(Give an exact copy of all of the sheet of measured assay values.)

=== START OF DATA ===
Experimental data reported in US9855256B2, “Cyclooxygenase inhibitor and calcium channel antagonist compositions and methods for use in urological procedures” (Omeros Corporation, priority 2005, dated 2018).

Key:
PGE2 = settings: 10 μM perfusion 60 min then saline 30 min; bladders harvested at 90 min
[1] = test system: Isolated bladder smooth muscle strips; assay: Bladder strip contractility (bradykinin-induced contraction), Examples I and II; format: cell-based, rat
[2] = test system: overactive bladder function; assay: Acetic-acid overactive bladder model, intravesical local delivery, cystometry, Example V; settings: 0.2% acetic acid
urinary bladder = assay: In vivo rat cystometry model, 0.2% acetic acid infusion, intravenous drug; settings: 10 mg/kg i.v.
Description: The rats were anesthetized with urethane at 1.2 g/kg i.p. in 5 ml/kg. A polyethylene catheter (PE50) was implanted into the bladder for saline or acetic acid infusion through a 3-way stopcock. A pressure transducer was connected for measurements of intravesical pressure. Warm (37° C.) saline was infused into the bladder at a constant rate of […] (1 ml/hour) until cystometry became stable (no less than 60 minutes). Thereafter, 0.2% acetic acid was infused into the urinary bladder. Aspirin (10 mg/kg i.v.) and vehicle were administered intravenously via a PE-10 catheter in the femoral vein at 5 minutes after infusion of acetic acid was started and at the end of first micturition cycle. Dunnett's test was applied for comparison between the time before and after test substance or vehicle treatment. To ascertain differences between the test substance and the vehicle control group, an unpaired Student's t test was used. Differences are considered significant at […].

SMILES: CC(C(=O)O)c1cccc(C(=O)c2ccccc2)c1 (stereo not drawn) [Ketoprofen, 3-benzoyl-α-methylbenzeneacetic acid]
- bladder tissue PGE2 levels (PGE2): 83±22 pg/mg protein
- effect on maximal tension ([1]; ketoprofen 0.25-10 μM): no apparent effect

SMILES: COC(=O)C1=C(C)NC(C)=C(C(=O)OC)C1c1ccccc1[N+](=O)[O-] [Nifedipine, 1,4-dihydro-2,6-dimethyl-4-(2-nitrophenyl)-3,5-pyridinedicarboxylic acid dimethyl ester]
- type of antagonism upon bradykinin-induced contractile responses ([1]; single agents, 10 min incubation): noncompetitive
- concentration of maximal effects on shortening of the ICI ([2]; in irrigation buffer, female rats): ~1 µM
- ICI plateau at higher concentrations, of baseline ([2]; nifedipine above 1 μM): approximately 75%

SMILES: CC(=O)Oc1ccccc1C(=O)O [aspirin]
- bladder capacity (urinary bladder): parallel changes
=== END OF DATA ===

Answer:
Experimental data reported in US9855256B2, “Cyclooxygenase inhibitor and calcium channel antagonist compositions and methods for use in urological procedures” (Omeros Corporation, priority 2005, dated 2018).

Key:
PGE2 = settings: 10 μM perfusion 60 min then saline 30 min; bladders harvested at 90 min
[1] = test system: Isolated bladder smooth muscle strips; assay: Bladder strip contractility (bradykinin-induced contraction), Examples I and II; format: cell-based, rat
[2] = test system: overactive bladder function; assay: Acetic-acid overactive bladder model, intravesical local delivery, cystometry, Example V; settings: 0.2% acetic acid
urinary bladder = assay: In vivo rat cystometry model, 0.2% acetic acid infusion, intravenous drug; settings: 10 mg/kg i.v.
Description: The rats were anesthetized with urethane at 1.2 g/kg i.p. in 5 ml/kg. A polyethylene catheter (PE50) was implanted into the bladder for saline or acetic acid infusion through a 3-way stopcock. A pressure transducer was connected for measurements of intravesical pressure. Warm (37° C.) saline was infused into the bladder at a constant rate of […] (1 ml/hour) until cystometry became stable (no less than 60 minutes). Thereafter, 0.2% acetic acid was infused into the urinary bladder. Aspirin (10 mg/kg i.v.) and vehicle were administered intravenously via a PE-10 catheter in the femoral vein at 5 minutes after infusion of acetic acid was started and at the end of first micturition cycle. Dunnett's test was applied for comparison between the time before and after test substance or vehicle treatment. To ascertain differences between the test substance and the vehicle control group, an unpaired Student's t test was used. Differences are considered significant at […].

SMILES: CC(C(=O)O)c1cccc(C(=O)c2ccccc2)c1 (stereo not drawn) [Ketoprofen, 3-benzoyl-α-methylbenzeneacetic acid]
- bladder tissue PGE2 levels (PGE2): 83±22 pg/mg protein
- effect on maximal tension ([1]; ketoprofen 0.25-10 μM): no apparent effect

SMILES: COC(=O)C1=C(C)NC(C)=C(C(=O)OC)C1c1ccccc1[N+](=O)[O-] [Nifedipine, 1,4-dihydro-2,6-dimethyl-4-(2-nitrophenyl)-3,5-pyridinedicarboxylic acid dimethyl ester]
- type of antagonism upon bradykinin-induced contractile responses ([1]; single agents, 10 min incubation): noncompetitive
- concentration of maximal effects on shortening of the ICI ([2]; in irrigation buffer, female rats): ~1 µM
- ICI plateau at higher concentrations, of baseline ([2]; nifedipine above 1 μM): approximately 75%

SMILES: CC(=O)Oc1ccccc1C(=O)O [aspirin]
- bladder capacity (urinary bladder): parallel changes